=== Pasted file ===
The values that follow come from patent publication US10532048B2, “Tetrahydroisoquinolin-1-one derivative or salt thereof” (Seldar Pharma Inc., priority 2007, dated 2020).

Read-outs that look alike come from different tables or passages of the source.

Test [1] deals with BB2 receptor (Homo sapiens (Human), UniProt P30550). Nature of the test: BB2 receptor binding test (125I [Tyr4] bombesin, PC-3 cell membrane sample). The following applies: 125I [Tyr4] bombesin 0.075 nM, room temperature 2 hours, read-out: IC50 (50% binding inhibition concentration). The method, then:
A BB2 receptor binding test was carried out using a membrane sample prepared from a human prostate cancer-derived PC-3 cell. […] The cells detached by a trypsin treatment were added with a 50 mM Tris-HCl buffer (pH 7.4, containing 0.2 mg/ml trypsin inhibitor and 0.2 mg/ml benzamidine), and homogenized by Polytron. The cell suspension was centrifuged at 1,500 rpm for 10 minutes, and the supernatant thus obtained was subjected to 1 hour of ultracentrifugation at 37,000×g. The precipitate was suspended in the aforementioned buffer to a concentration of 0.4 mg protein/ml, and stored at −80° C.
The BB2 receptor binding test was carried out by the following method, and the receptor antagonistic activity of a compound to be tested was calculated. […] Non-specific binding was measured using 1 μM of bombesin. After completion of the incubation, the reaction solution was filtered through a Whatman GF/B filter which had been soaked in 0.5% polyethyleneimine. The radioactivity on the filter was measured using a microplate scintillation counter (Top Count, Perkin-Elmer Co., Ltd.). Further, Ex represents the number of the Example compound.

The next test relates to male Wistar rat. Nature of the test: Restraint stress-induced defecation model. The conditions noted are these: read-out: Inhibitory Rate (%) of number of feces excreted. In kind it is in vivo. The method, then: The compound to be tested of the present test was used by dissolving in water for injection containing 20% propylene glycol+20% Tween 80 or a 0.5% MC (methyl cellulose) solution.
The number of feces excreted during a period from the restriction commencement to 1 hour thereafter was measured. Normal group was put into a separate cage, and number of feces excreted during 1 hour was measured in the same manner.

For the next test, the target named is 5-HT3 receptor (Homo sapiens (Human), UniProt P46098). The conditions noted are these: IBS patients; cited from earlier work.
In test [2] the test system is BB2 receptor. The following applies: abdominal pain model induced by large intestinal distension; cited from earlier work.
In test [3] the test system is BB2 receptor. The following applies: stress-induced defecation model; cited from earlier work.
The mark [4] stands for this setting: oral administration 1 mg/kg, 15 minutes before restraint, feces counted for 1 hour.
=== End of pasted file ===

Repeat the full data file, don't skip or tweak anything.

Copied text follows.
The values that follow come from patent publication US10532048B2, “Tetrahydroisoquinolin-1-one derivative or salt thereof” (Seldar Pharma Inc., priority 2007, dated 2020).

Read-outs that look alike come from different tables or passages of the source.

Test [1] deals with BB2 receptor (Homo sapiens (Human), UniProt P30550). Nature of the test: BB2 receptor binding test (125I [Tyr4] bombesin, PC-3 cell membrane sample). The following applies: 125I [Tyr4] bombesin 0.075 nM, room temperature 2 hours, read-out: IC50 (50% binding inhibition concentration). The method, then:
A BB2 receptor binding test was carried out using a membrane sample prepared from a human prostate cancer-derived PC-3 cell. […] The cells detached by a trypsin treatment were added with a 50 mM Tris-HCl buffer (pH 7.4, containing 0.2 mg/ml trypsin inhibitor and 0.2 mg/ml benzamidine), and homogenized by Polytron. The cell suspension was centrifuged at 1,500 rpm for 10 minutes, and the supernatant thus obtained was subjected to 1 hour of ultracentrifugation at 37,000×g. The precipitate was suspended in the aforementioned buffer to a concentration of 0.4 mg protein/ml, and stored at −80° C.
The BB2 receptor binding test was carried out by the following method, and the receptor antagonistic activity of a compound to be tested was calculated. […] Non-specific binding was measured using 1 μM of bombesin. After completion of the incubation, the reaction solution was filtered through a Whatman GF/B filter which had been soaked in 0.5% polyethyleneimine. The radioactivity on the filter was measured using a microplate scintillation counter (Top Count, Perkin-Elmer Co., Ltd.). Further, Ex represents the number of the Example compound.

The next test relates to male Wistar rat. Nature of the test: Restraint stress-induced defecation model. The conditions noted are these: read-out: Inhibitory Rate (%) of number of feces excreted. In kind it is in vivo. The method, then: The compound to be tested of the present test was used by dissolving in water for injection containing 20% propylene glycol+20% Tween 80 or a 0.5% MC (methyl cellulose) solution.
The number of feces excreted during a period from the restriction commencement to 1 hour thereafter was measured. Normal group was put into a separate cage, and number of feces excreted during 1 hour was measured in the same manner.

For the next test, the target named is 5-HT3 receptor (Homo sapiens (Human), UniProt P46098). The conditions noted are these: IBS patients; cited from earlier work.
In test [2] the test system is BB2 receptor. The following applies: abdominal pain model induced by large intestinal distension; cited from earlier work.
In test [3] the test system is BB2 receptor. The following applies: stress-induced defecation model; cited from earlier work.
The mark [4] stands for this setting: oral administration 1 mg/kg, 15 minutes before restraint, feces counted for 1 hour.